So, we gave the kids an annual dollar amount, gave them a “lump sum” (about 3 months worth) up front, and then gave them a monthly “allowance.”
The next–and final– step was talking to the kids – explaining the plan, why we had it, and laying out the rules. Kids like rules – bright line rules provide a sense of security. And, for my kids, it made them happier. We sat down with the kids explained the plan. They were excited. And, they liked the rules:
They were responsible for certain types of purchases and activities. We gave them the list.
We told them that they could not ask us to buy for them any of the items on the list.
We gave them a list of what certain things cost – like movies, camp, shoes, ski lift tickets.
We told them that when they ran out of money they could not ask for more.
We helped them figure out how much they would have to save every month to buy certain items or to have enough set aside for camp or other large expenses.
We told them that we were not going out to dinner unless everyone in the family wanted to pay for their own. Or, if a child wanted to take the family out to dinner with his or her money, that was fine.
We told them that we would always shop at the grocery store from a list. They could not ask us to buy foods at the store that were not on the list. But, they could buy the items themselves—if that was what they wanted to spend their money on.
The result: no more conflict over money. Period. Shopping was relaxing. We had no pre-shopping build up.
The kids often asked us to help them figure out what they could afford to buy – and when they bought things, they learned to shop for bargains. This also opened the door for us to talk about saving for big purchases or giving to a charity or church, which both of the kids chose to do. I remember when my son wanted a new pair of swim trunks – which we didn’t think he needed. So, he went shopping. He found a few pairs he liked and ultimately bought the pair that was on sale for 40% off. He was so proud of himself and his purchase.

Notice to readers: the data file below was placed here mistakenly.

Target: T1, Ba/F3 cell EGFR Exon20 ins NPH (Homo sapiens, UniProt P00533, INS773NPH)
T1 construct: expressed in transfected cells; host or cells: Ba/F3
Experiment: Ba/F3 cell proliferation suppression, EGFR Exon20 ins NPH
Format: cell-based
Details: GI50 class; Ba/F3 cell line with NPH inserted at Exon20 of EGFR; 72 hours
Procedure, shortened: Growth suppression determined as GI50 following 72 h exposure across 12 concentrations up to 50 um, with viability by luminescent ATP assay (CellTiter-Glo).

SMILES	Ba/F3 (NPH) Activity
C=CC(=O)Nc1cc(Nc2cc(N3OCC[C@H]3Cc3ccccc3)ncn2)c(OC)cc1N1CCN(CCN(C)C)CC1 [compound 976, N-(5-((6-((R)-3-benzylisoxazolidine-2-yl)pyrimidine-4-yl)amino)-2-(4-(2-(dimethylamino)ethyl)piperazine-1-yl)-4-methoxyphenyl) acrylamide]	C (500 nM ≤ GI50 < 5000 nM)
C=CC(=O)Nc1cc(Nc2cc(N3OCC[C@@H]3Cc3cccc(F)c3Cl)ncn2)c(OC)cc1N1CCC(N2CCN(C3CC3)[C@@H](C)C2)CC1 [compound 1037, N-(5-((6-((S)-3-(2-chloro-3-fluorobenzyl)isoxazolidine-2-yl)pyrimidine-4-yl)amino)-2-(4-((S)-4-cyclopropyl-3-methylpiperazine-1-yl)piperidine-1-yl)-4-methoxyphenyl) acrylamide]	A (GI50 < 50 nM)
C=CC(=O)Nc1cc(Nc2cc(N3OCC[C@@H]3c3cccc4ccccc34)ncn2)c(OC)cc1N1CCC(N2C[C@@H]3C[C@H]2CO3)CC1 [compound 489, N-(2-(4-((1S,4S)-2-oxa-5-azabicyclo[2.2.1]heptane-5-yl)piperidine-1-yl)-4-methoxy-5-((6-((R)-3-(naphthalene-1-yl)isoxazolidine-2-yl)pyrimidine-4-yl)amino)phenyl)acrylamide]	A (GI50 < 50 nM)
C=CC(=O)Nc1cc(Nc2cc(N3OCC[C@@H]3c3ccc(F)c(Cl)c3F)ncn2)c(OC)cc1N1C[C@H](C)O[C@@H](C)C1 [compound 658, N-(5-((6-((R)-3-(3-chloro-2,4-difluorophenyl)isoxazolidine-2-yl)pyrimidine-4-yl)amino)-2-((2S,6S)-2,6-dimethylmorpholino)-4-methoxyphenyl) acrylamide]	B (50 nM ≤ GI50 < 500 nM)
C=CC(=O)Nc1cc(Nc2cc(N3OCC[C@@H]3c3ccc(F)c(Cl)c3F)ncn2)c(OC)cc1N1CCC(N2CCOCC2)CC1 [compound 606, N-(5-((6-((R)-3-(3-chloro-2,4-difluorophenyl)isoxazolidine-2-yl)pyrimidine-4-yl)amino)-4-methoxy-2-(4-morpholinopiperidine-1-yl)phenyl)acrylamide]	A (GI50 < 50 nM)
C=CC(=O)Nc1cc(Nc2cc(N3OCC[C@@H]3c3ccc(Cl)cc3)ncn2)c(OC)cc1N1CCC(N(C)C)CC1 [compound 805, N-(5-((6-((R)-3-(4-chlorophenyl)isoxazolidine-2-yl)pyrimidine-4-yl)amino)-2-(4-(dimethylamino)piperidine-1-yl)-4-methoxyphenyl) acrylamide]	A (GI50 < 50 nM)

The money plan was rewarding for us all and gave us all much more peace and certainty around money issues!
I’ve shared this idea with several friends – one told me I saved her life. A bit of an overstatement, to say the least; but, I smiled when she told me, because I remember the sense of peace this plan gave our family. Suze Orman would be proud!
But godliness with contentment is great gain. For we brought nothing into the world, and we can take nothing out of it. But if we have food and clothing, we will be content with that.
-1 Timothy 6:6-7
Our culture makes it easy to want things now — credit cards, no down payments on homes. You name it, we can get it now. We know where that has gotten us as a society. But, we saw it in our kids, too. Wanting that item they saw on TV or the item their best friend just got; asking for things while shopping because the cool packaging caught their eye. Everywhere they turned the message they received was “you need this,” “buy me,” or something similar–a message that made them want what they didn’t have and perceive that they needed something more.
We struggled to figure out how to teach our kids to wait–to not buy on impulse. To be content.
Our recipe was simple: A piece of paper, a magnet, and a refrigerator. It helped all of us learn about waiting and making thoughtful decisions.
So here is how the refrigerator-note solution worked. If the kids wanted something, they had to write it down on a piece of paper and put the date on it. We then posted the item on the fridge. It stayed there for two weeks. If they still wanted the item at the end of two weeks, they could buy it– assuming they had enough money.
The result? Our kids rarely ended up buying the items posted. I don’t remember where we learned that trick, but I am grateful for it. It helped the kids and, over the years, it has helped us, too. Nothing like writing down that you want a $15,000 car and posting it on the fridge for two weeks — only to decide that you really didn’t need it or want it after all.
This works for other decisions in our lives, too. When prayerfully considering family choices, I found that posting the prayer where I could take a moment to consider it throughout the day helped. I find I jump in and make life’s decisions on my own. It feels better to do rather than to consider thoughtfully and prayerfully. I think if I’m doing and moving forward that is good. But, of course, my spur-of-the-moment, shoot-from-the-hip choices, haven’t always been what a prayerful and well-considered decision may have yielded.
Being content with what we have and learning to wait will always be a struggle. We desire. It is part of being human. But, learning what makes us desire and act impulsively–and then finding ways to change those impulses honors God’s desire for our lives.
Note: I re-posted this from my old blog. And, I just saw that Don Miller, author of Blue Like Jazz and founder of The Mentoring Project, started a series today on commercialism that fits nicely with the theme of impulse buying that I touch on here. You might check out his post.